The largest settlement on the Jarnheim Peninsula, and perhaps the only one deserving to be called a city, is Gjallarborg. Located at the ford of the mighty river Elv, where the Sea Kings from the east first set foot and build their first longhouses. Here the sea-faring king Ivar, first convert to the new faith of the White God, and because of his faith banished from his ancestral lands built his new home. Using force of arms, guile, and trickery, Ivar wrested control of the fjords and low-lands from the previous occupants, the elves. The ensuing wars earned Ivar the nickname Elf-Slayer.
Ivar was a strong warrior, but a poor statesman, and his rule did not last for long (although his faith and the church that he established did). The sons of Ivar fell to squabbling over the succession of the throne, and thus the original clan was split, fully a third of them forced to leave Gjallarborg for lands unknown. What became of them, no one knows. The tales of the Sea Kings, now centuries past, are legend among the folk of Jarnheim.
What still remains is Gjallarborg, and the Sea-Throne, from where a succession of kings weak, and strong, warlike, and peaceful alike have ruled. These days the king is Erik Longfang, and true to his name, Erik is way past his prime. Known as the Old Man by his kinsmen and the common folk alike, he is much loved by most, but his time is coming to an end. Soon, whisper the doom-sayers. Not soon enough, whisper those with ambitions of rulership themselves.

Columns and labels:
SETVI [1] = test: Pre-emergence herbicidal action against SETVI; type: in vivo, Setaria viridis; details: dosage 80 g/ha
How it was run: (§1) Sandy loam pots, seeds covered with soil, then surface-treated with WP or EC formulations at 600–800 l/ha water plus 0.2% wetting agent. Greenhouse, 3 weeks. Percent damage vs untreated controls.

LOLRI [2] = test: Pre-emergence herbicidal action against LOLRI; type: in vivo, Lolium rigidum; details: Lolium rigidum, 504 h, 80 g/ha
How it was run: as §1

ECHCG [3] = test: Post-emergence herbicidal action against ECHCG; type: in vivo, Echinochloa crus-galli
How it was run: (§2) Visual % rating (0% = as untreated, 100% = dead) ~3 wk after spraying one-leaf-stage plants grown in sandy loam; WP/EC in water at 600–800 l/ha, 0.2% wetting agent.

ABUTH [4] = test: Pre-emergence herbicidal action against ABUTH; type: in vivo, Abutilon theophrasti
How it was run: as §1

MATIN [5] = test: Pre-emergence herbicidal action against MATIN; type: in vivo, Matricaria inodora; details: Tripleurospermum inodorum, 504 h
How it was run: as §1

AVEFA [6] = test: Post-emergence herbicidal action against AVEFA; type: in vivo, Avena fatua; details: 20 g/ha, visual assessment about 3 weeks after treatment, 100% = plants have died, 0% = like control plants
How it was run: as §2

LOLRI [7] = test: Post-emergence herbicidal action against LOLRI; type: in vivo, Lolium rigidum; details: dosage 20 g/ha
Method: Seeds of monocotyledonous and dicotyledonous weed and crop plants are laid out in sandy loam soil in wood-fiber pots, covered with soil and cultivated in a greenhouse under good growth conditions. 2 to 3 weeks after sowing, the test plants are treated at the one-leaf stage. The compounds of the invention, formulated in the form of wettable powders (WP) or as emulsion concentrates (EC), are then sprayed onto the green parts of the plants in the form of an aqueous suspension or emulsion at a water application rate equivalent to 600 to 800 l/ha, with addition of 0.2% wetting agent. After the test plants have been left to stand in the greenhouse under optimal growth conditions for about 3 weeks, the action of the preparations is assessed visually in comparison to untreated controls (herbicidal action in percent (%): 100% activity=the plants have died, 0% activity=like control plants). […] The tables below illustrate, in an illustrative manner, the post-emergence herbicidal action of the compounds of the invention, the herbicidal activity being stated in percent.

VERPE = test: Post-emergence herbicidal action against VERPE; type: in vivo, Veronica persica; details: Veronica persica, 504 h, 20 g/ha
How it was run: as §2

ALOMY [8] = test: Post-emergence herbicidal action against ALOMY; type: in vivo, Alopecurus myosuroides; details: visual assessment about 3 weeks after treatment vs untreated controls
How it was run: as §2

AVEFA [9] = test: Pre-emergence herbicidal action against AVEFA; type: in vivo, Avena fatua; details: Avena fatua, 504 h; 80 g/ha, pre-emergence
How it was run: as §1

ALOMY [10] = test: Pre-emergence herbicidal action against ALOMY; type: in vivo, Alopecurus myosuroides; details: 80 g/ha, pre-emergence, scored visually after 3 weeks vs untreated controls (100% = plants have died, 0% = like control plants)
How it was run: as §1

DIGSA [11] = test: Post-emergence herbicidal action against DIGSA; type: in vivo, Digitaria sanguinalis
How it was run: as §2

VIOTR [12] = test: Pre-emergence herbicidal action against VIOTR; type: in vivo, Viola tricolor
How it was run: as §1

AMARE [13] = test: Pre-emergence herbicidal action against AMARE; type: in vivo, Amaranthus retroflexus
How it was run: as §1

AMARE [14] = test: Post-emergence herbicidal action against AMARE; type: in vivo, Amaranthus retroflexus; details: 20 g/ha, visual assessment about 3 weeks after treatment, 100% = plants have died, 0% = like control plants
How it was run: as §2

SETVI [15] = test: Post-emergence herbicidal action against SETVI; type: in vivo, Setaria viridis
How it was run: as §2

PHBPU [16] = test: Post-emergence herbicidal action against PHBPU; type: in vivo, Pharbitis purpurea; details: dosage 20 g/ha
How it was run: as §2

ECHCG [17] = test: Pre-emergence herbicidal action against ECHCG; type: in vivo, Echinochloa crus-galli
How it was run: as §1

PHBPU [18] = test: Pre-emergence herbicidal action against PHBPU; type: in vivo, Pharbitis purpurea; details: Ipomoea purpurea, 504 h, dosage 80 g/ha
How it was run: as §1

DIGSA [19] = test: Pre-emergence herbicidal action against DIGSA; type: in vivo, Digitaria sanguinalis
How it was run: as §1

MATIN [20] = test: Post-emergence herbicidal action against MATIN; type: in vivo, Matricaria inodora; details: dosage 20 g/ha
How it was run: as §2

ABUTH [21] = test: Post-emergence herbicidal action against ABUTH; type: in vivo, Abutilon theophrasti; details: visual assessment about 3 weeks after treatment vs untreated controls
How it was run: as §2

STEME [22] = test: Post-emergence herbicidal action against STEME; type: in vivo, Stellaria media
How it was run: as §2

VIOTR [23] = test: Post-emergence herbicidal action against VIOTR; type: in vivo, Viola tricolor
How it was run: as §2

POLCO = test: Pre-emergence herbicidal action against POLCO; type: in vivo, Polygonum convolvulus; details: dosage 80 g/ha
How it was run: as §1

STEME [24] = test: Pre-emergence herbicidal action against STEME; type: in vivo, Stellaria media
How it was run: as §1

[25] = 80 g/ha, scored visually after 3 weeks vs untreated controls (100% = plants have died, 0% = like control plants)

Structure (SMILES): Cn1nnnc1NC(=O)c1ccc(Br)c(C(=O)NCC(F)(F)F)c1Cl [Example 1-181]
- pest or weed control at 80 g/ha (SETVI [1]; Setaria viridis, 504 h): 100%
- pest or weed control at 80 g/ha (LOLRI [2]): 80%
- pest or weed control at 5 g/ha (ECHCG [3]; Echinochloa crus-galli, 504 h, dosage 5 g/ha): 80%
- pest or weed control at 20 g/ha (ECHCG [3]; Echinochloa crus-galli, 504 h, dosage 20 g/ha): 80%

Venturing outwards from Gjallarborg, there are villages, homesteads, and towns that dot the coastline east and west, growing smaller and wider apart the further one travels. The only other towns large enough to warrant mentioning are Hvergelmir, which is located about a week’s travel up the river Elv to the northwest from Gjallarborg; Utgard, which is three days north by boat, or two weeks by land; and Dimborg, which is about two weeks land travel to the west. All other settlements are smaller, and aren’t much worth mentioning.